While I was very hesitant at first about using an app to continue Molly’s education during this time, I am truly so glad I took the chance. She has become more independent with learning and wants to do ABC Mouse. She usually works in the app for an hour a day and I have seen a growth in her skills since she started. The app is a good supplement for supporting early literacy skills at home and I would highly recommend it for all learners.

For more information about ABC Mouse click here.

For more information about Little Reading Coach’s online tutoring services click here. 

Ultimate List of Books with Movies for Grades 4-8

One of my favorite teaching techniques is to incorporate videos to help students with reading skills. The visual component gives readers support with reading comprehension, analyzing theme and characterization, comparing/contrasting, and more.

Reading and watching film versions of books is not just a classroom activity. It can be done as a family activity at home as well. Parents and children can take turns reading a story aloud every day, every night, during snack time, etc. Once the book is finished make it a family movie night with some popcorn to enjoy viewing the story.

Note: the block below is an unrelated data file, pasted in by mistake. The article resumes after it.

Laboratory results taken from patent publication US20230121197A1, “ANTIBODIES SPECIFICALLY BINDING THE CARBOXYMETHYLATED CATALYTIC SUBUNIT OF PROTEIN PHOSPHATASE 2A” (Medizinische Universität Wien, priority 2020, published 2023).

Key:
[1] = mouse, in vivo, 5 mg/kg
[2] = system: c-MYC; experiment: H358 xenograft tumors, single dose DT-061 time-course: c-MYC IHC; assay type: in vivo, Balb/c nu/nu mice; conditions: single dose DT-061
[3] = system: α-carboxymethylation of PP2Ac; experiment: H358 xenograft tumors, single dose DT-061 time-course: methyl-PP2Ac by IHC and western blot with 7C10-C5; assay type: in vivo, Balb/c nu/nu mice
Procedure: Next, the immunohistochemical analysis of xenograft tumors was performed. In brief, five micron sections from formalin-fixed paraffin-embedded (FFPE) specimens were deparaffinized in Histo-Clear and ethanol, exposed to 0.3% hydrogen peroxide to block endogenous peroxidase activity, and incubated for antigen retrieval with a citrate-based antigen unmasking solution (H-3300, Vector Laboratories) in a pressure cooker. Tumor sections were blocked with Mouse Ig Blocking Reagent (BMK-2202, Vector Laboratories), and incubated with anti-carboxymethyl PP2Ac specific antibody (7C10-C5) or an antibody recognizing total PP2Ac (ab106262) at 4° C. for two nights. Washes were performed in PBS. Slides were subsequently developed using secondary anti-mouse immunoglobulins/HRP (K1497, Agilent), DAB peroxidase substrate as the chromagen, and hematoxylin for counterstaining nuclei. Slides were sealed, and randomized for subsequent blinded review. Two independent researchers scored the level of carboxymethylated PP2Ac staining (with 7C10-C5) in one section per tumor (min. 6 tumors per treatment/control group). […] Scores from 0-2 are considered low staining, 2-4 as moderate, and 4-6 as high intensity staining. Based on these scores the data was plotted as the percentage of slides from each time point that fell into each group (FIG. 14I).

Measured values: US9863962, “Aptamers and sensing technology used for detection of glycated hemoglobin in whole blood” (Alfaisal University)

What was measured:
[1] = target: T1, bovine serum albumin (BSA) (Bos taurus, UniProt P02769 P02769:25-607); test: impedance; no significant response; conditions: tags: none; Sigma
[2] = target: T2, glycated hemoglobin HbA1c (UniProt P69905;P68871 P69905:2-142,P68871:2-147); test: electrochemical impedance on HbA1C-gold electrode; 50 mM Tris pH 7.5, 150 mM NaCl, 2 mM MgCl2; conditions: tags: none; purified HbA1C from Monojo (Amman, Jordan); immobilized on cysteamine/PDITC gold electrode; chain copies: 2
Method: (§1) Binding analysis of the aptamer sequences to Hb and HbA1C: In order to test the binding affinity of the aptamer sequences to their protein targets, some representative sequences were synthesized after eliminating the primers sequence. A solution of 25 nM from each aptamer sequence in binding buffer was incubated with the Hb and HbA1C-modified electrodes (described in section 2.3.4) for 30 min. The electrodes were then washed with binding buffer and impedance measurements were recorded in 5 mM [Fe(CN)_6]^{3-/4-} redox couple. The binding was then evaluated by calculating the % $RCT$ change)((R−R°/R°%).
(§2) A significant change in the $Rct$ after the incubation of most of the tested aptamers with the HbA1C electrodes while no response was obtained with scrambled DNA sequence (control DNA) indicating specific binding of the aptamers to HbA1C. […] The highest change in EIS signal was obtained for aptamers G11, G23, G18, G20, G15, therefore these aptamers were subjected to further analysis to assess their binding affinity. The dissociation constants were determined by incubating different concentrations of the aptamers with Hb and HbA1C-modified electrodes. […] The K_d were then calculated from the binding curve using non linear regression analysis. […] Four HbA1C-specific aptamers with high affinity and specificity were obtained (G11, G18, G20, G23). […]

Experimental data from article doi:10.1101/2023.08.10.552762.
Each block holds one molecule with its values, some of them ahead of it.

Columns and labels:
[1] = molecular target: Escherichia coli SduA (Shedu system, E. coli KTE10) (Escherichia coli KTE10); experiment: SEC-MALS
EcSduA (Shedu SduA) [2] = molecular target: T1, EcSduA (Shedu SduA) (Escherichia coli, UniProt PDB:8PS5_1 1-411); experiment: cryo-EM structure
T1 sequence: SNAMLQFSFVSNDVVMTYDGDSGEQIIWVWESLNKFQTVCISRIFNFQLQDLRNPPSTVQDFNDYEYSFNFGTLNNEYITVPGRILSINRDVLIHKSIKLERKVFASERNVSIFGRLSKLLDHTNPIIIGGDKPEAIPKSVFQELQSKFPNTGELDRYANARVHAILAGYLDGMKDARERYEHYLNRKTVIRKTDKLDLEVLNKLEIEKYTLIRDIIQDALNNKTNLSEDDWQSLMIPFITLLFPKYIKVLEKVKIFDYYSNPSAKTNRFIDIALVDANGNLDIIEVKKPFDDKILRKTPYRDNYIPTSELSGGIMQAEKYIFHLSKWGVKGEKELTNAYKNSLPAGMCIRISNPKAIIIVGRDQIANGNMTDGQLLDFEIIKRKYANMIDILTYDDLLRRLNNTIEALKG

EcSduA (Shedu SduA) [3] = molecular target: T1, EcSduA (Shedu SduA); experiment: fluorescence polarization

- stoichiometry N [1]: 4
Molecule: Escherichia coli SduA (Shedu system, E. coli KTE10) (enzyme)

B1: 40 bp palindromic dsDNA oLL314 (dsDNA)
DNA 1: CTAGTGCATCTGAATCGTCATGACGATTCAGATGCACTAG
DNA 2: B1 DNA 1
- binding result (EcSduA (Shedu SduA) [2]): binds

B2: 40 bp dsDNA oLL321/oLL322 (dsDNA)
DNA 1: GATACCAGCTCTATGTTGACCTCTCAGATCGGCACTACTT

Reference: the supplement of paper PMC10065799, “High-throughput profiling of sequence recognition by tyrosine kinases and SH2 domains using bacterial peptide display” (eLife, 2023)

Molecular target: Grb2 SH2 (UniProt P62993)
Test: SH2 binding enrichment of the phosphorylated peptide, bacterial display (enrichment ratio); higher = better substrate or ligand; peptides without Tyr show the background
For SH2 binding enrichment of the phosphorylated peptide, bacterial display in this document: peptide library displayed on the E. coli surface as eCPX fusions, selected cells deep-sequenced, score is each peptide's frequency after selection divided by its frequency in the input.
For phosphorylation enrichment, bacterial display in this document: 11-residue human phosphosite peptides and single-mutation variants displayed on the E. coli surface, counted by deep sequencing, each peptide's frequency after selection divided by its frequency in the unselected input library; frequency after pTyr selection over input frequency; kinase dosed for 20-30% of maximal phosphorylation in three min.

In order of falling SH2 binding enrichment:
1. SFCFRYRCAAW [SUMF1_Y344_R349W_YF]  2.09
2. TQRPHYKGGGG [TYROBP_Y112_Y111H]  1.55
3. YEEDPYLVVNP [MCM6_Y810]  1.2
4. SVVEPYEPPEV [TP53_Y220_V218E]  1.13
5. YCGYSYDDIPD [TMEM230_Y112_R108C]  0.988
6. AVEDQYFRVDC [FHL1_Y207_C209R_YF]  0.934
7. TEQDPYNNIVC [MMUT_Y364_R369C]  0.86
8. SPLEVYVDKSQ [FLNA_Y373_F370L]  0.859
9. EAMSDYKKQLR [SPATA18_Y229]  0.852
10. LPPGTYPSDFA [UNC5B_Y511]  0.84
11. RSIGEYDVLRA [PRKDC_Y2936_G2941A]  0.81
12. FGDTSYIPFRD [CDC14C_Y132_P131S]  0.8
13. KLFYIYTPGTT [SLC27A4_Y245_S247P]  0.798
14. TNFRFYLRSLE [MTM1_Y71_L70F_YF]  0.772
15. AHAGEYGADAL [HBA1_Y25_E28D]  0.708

Below is the ultimate list of books with films for grades 4-6 that I have used with my students over the last 10 years.

The Wind in the Willows by Kenneth Grahame. This is a great text for grades 4-6 and is a classic piece of children’s literature. The film version (Mr. Toad) was created by Disney in 1949 and is in a set with The Adventures of Ichabod.

Harry Potter by J.K. Rowling. Personally, I LOVE this series. It’s great for grades 4-8 (and beyond) and the movies really bring to light the message of the story.